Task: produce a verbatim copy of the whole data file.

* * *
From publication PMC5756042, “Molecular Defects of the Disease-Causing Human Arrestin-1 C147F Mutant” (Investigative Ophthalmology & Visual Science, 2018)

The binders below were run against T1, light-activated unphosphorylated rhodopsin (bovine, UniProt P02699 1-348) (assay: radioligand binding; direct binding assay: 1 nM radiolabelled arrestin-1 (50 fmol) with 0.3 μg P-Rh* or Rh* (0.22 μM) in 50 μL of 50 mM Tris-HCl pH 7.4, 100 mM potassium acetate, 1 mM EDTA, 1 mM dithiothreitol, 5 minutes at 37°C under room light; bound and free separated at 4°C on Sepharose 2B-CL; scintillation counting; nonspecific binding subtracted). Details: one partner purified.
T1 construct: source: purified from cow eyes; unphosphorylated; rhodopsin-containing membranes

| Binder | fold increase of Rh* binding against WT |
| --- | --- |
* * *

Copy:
From publication PMC5756042, “Molecular Defects of the Disease-Causing Human Arrestin-1 C147F Mutant” (Investigative Ophthalmology & Visual Science, 2018)

The binders below were run against T1, light-activated unphosphorylated rhodopsin (bovine, UniProt P02699 1-348) (assay: radioligand binding; direct binding assay: 1 nM radiolabelled arrestin-1 (50 fmol) with 0.3 μg P-Rh* or Rh* (0.22 μM) in 50 μL of 50 mM Tris-HCl pH 7.4, 100 mM potassium acetate, 1 mM EDTA, 1 mM dithiothreitol, 5 minutes at 37°C under room light; bound and free separated at 4°C on Sepharose 2B-CL; scintillation counting; nonspecific binding subtracted). Details: one partner purified.
T1 construct: source: purified from cow eyes; unphosphorylated; rhodopsin-containing membranes

| Binder | fold increase of Rh* binding against WT |
| --- | --- |